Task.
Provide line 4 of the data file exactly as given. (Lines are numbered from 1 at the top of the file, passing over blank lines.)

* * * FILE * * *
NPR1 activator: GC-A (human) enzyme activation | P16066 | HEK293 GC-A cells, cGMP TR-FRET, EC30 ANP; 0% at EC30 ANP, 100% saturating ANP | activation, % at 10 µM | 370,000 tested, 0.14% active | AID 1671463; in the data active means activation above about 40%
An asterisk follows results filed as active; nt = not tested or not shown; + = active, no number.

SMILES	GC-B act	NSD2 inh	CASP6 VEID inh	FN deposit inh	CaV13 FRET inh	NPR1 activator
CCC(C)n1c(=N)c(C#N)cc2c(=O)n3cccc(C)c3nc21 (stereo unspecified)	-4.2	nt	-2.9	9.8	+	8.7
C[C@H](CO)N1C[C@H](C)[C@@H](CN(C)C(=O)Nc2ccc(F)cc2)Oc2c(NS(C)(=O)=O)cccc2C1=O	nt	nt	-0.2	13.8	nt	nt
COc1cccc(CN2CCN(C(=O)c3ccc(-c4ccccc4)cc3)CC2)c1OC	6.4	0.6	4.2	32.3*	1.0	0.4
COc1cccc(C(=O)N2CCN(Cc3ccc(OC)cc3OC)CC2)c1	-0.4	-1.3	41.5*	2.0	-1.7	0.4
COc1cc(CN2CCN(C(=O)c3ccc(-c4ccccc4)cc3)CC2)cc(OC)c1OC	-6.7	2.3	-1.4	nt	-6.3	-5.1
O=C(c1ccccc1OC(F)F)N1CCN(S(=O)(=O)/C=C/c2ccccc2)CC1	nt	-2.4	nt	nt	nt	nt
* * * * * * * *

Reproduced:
CCC(C)n1c(=N)c(C#N)cc2c(=O)n3cccc(C)c3nc21 (stereo unspecified)	-4.2	nt	-2.9	9.8	+	8.7